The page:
© Christine Rooney-Browne
Instead of talking about the presentations, the hot topic at the start of the IFLA conference seemed to be the WIFI access at the conference centre. Many were discussing the fact that they would have to pay €10 for 4 hours WIFI access. The alternative was to either queue for 10 minutes complimentary access in the hallway, or at the library bus just outside of the conference centre.
And so began the confused and somewhat bemused updates on Twitter, with a number of #fail tweets from disgruntled tweeps and bloggers who had expected the WIFI to be free; it seems to be free at most of the other conferences we’ve all attended recently…
Some dismissed the issue, stating that we were there to listen and learn from the presenters and to network in real life, rather than to check our e-mail. I think they were missing the point a bit.
There are various reasons why one would expect and rely upon free access at an international library conference; and these reasons extend well beyond being able to check our e-mail! For example, during sessions it can be beneficial to be able to check out the speaker’s online biography; or to look up a specific library website; or even to bookmark some of the resources that the speaker has highlighted on their slides to our Del.icio.us accounts…
Also, I know that I am incredibly lucky to be able to attend this conference and I’m well aware that there are many more library and information professionals back home in Scotland who would have loved the chance to attend, but are unable to because of financial constraints, lack of time, etc… Many of these people follow my updates on Twitter; some specifically to be kept informed about news and ideas filtering through from the sessions I attend. A fellow IFLA blogger referred to this as citizen journalism. And I guess it is… 🙂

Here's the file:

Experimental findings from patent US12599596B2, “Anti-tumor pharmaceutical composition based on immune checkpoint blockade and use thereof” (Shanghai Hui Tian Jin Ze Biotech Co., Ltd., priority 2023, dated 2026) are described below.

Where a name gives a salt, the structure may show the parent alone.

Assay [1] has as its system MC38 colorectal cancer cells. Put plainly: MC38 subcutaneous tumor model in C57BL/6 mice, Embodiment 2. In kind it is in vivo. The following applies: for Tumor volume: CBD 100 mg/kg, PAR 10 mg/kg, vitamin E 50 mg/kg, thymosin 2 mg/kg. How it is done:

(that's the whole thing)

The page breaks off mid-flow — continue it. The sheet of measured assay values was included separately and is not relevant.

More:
In addition, as a few of the sessions I wanted to attend were on at the same time, it would have been beneficial to be able to conduct a quick search using the IFLA hashtag on Twitter (#ifla2009 or #ifla09) to see updates from other delegates tweeting from these sessions…
So, on the second day I succumbed and purchased the €10 card…thinking that if I only logged on occasionally I could make my 4 hours stretch the duration of the conference. However, on Wednesday came the announcement that WIFI would be free for the remainder of the conference – yay! The power of Twitter, again? 🙂
Surely, at an international conference where we all come together to discuss hot topics in librarianship and the information society, such as; freedom of information; democratic access to the world’s knowledge; the future of library service provision etc… delegates should be provided with free and democratic access to the internet?! Plinius, a fellow blogger referred to access to online resources at this year’s conference as IFLA1.5, rather than 2.0 😀
Apparently, free WIFI at future IFLA conferences will be discussed in more depth at a later stage. Word on the street is that it’s a budget issue…but I hope that at IFLA 2010 in Gothenburg the issue will be resolved and that all delegates are given a username and password as part of their IFLA welcome packs!
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